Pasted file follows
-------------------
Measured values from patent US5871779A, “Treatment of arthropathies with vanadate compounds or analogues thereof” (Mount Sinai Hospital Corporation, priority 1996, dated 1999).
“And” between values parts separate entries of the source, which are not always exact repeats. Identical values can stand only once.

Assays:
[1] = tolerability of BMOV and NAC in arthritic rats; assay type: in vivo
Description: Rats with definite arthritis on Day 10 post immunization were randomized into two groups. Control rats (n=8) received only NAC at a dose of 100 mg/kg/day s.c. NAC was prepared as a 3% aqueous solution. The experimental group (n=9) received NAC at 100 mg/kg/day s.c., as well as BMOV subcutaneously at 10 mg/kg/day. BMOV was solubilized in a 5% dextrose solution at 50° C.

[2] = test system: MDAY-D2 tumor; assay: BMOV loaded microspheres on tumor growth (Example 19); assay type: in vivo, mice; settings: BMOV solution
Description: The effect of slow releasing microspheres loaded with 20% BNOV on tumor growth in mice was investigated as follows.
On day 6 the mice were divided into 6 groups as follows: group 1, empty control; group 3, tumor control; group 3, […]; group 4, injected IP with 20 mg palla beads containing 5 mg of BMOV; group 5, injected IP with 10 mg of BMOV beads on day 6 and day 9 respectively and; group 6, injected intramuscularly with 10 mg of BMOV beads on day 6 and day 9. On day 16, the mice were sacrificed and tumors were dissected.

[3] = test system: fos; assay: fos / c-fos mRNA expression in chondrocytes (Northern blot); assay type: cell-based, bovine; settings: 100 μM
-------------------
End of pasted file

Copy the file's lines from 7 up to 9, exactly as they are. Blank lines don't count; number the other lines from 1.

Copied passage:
Description: The effect of slow releasing microspheres loaded with 20% BNOV on tumor growth in mice was investigated as follows.
On day 6 the mice were divided into 6 groups as follows: group 1, empty control; group 3, tumor control; group 3, […]; group 4, injected IP with 20 mg palla beads containing 5 mg of BMOV; group 5, injected IP with 10 mg of BMOV beads on day 6 and day 9 respectively and; group 6, injected intramuscularly with 10 mg of BMOV beads on day 6 and day 9. On day 16, the mice were sacrificed and tumors were dissected.

[3] = test system: fos; assay: fos / c-fos mRNA expression in chondrocytes (Northern blot); assay type: cell-based, bovine; settings: 100 μM